Defence and Disease

Major/Minor/Specialisation !J07-MAJ+1004 (2009)

Note: This is an archived Handbook entry from 2009. Search for this in the current handbook

Year and Campus: 2009


Dr John Underwood
Department of Pathology

Ms Sandra Uren
Department of Microbiology and Immunology

Overview: The human immune system has evolved to control harmful microbes and tumors but can sometimes inflict damage on its host, and as such is a major contributor to human disease. This major examines and integrates immunology, the study of the immune system, with pathological processes and their morphologic, molecular and genetic bases which are associated with immune based disease. The major opens up careers in diagnostics, molecular biology, biotechnology and regulation, research into infectious agents associated with immune based pathology and the various outcomes of the immune system, especially those involved with autoimmunity and immunopathology. It provides a basis for further study in medical and paramedical disciplines.

Upon completion of this major students should be able to:

  • understand the development, function and components of the immune system, especially the molecular aspects of immunity to infection, and the basis of immunopathologic conditions including allergies, autoimmune disease and transplantation responses;
  • apply this knowledge to the determination of strategies which can augment or inhibit the immune response;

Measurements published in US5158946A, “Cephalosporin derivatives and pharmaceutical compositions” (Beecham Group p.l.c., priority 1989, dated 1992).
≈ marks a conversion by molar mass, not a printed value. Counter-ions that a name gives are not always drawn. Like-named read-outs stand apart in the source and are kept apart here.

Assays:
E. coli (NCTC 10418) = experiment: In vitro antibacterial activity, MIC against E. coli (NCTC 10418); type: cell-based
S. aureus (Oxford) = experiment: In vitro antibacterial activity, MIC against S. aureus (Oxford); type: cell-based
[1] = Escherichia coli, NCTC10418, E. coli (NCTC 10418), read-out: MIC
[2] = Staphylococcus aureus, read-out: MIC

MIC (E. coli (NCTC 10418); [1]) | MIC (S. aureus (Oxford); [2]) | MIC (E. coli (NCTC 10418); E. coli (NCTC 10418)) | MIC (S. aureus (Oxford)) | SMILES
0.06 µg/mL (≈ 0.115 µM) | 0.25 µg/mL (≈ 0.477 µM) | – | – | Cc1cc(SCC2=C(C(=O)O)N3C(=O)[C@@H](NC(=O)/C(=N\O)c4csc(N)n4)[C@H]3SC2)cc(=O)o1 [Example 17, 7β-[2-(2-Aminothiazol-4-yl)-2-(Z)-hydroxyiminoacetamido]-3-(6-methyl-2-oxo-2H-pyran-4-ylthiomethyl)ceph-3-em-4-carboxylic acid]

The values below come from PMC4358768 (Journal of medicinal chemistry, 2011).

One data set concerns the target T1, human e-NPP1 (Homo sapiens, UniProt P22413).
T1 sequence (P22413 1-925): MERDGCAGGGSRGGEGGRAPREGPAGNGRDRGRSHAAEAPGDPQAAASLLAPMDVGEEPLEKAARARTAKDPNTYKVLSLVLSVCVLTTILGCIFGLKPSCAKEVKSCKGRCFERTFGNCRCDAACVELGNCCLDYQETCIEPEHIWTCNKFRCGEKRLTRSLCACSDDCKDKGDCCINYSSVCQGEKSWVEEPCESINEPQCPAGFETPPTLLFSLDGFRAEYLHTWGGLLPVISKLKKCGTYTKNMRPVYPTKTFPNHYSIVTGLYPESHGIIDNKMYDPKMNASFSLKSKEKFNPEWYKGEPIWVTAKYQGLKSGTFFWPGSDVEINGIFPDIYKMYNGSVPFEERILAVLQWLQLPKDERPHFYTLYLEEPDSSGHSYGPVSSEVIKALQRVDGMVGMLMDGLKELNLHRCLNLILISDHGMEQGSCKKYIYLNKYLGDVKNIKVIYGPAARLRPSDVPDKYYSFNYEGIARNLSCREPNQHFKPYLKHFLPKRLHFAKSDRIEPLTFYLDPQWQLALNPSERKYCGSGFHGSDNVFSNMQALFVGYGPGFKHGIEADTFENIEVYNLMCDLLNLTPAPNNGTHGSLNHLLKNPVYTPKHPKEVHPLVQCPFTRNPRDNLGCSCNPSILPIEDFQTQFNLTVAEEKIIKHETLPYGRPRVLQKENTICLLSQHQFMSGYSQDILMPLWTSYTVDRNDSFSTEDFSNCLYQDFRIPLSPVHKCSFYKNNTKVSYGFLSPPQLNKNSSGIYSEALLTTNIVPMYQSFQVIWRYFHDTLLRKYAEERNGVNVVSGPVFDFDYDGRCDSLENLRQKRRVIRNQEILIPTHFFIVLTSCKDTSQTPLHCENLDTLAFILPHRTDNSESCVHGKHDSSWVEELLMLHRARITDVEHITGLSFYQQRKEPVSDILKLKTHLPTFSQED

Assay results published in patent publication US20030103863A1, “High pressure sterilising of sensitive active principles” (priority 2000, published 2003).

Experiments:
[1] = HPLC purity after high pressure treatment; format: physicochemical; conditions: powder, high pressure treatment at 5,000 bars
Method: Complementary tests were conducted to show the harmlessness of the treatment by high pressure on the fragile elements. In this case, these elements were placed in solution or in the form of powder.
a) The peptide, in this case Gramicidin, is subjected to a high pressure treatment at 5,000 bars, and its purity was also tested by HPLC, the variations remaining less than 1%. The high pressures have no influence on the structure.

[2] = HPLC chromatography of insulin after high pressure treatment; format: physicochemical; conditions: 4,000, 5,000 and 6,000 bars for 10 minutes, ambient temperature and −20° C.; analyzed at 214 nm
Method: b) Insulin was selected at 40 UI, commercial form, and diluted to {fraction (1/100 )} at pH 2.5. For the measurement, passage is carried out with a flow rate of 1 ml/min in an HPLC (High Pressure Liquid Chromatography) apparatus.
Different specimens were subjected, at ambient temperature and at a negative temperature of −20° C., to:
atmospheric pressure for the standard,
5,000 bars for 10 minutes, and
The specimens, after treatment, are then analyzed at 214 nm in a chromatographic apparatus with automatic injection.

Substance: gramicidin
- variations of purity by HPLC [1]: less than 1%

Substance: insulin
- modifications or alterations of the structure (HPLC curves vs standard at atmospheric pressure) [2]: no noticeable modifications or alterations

• describe the principles and procedures involved in isolating and characterising immune cells and their products;
  • understand the cellular, molecular and genetic bases of the immunopathological conditions described above and how these contribute to morbidity, morality and the development and clinical use of therapeutic strategies; and
  • communicate scientific ideas and findings effectively in both oral and written form.
Subject Options:

Students wanting to complete a major in Defence and Disease will need to complete the following set of subjects:

Second Year

Microbes: Infections and Responses - this subject includes 2 hours laboratory based practical work per week.

Third Year

Principles of Immunology
Mechanisms of Human Disease

One subject from:

Techniques in Microbiology and Immunology
Techniques for Investigation of Disease

One subject from:

Medical and Applied Immunology
Consequences of Human Disease
Viruses and Other Parasites

NB Complete information for third year level subjects will be available in the 2010 Handbook which will be published late 2009.

Study Period Commencement:
Credit Points:
Links to further information:
Related Course(s): Bachelor of Biomedicine

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